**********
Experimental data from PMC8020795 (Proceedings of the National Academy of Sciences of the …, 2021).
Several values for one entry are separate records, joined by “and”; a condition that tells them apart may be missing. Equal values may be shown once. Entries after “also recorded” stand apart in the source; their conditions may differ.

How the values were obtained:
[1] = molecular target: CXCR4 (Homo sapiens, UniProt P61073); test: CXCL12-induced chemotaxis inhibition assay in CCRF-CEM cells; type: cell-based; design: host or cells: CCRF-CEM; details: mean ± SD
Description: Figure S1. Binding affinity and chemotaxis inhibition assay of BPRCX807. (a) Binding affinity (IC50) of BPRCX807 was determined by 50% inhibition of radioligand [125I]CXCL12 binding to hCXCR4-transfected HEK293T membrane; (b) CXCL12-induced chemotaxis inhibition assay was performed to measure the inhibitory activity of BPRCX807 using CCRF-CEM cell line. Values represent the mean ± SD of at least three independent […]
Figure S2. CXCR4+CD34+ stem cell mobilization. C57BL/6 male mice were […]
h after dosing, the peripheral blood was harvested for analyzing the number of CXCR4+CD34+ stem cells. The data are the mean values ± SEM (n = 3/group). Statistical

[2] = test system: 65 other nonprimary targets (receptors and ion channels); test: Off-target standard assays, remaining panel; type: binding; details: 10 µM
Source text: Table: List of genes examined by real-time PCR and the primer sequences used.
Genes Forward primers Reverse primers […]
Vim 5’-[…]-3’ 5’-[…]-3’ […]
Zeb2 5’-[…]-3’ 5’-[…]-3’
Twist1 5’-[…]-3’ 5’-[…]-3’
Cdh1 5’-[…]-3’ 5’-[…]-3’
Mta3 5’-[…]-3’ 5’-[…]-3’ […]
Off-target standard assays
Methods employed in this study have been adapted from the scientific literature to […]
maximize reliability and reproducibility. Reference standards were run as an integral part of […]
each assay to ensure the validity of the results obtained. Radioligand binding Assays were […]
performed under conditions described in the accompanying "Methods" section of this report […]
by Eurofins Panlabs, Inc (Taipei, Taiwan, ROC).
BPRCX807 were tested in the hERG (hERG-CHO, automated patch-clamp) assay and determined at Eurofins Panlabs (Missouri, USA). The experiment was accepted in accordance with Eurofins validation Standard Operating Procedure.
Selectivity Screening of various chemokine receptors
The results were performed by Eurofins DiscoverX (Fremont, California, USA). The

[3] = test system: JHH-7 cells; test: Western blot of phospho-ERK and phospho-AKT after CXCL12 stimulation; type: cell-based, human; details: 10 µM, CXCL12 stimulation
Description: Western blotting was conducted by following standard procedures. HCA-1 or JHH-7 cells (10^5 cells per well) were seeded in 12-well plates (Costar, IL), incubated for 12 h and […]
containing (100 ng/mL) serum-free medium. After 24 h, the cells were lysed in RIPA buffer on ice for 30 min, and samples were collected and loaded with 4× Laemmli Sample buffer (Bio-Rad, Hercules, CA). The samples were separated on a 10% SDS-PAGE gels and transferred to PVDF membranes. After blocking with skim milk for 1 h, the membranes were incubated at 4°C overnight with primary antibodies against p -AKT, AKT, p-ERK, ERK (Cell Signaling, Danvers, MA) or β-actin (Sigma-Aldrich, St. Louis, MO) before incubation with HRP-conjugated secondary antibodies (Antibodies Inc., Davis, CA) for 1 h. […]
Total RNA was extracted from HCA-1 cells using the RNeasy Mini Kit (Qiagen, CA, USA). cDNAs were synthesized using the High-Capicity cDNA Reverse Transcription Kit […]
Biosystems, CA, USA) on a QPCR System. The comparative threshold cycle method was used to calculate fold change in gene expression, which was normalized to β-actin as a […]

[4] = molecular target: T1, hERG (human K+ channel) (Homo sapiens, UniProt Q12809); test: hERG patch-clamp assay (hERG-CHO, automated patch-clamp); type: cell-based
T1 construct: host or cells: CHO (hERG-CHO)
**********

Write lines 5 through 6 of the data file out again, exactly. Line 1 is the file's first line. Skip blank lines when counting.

Description: Figure S1. Binding affinity and chemotaxis inhibition assay of BPRCX807. (a) Binding affinity (IC50) of BPRCX807 was determined by 50% inhibition of radioligand [125I]CXCL12 binding to hCXCR4-transfected HEK293T membrane; (b) CXCL12-induced chemotaxis inhibition assay was performed to measure the inhibitory activity of BPRCX807 using CCRF-CEM cell line. Values represent the mean ± SD of at least three independent […]
Figure S2. CXCR4+CD34+ stem cell mobilization. C57BL/6 male mice were […]